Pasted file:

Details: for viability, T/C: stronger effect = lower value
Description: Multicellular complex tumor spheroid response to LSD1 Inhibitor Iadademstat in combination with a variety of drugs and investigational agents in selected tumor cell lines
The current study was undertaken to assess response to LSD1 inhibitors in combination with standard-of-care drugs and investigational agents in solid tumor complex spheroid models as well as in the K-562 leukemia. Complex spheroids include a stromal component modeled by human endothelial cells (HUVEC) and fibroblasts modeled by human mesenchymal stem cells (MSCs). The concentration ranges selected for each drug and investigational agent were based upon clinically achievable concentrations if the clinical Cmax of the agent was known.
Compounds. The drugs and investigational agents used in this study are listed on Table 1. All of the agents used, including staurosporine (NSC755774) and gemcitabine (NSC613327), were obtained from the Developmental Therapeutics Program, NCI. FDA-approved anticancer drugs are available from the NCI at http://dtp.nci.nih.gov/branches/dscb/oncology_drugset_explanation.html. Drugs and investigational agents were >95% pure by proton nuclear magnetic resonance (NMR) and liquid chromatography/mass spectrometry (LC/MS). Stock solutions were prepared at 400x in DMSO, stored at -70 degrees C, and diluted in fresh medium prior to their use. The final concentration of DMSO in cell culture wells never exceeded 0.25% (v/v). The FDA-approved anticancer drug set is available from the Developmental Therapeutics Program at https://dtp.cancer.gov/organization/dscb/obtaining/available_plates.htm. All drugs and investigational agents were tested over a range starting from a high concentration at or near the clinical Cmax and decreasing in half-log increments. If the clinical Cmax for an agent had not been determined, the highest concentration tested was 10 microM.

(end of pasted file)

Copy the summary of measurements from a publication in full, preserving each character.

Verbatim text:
Details: for viability, T/C: stronger effect = lower value
Description: Multicellular complex tumor spheroid response to LSD1 Inhibitor Iadademstat in combination with a variety of drugs and investigational agents in selected tumor cell lines
The current study was undertaken to assess response to LSD1 inhibitors in combination with standard-of-care drugs and investigational agents in solid tumor complex spheroid models as well as in the K-562 leukemia. Complex spheroids include a stromal component modeled by human endothelial cells (HUVEC) and fibroblasts modeled by human mesenchymal stem cells (MSCs). The concentration ranges selected for each drug and investigational agent were based upon clinically achievable concentrations if the clinical Cmax of the agent was known.
Compounds. The drugs and investigational agents used in this study are listed on Table 1. All of the agents used, including staurosporine (NSC755774) and gemcitabine (NSC613327), were obtained from the Developmental Therapeutics Program, NCI. FDA-approved anticancer drugs are available from the NCI at http://dtp.nci.nih.gov/branches/dscb/oncology_drugset_explanation.html. Drugs and investigational agents were >95% pure by proton nuclear magnetic resonance (NMR) and liquid chromatography/mass spectrometry (LC/MS). Stock solutions were prepared at 400x in DMSO, stored at -70 degrees C, and diluted in fresh medium prior to their use. The final concentration of DMSO in cell culture wells never exceeded 0.25% (v/v). The FDA-approved anticancer drug set is available from the Developmental Therapeutics Program at https://dtp.cancer.gov/organization/dscb/obtaining/available_plates.htm. All drugs and investigational agents were tested over a range starting from a high concentration at or near the clinical Cmax and decreasing in half-log increments. If the clinical Cmax for an agent had not been determined, the highest concentration tested was 10 microM.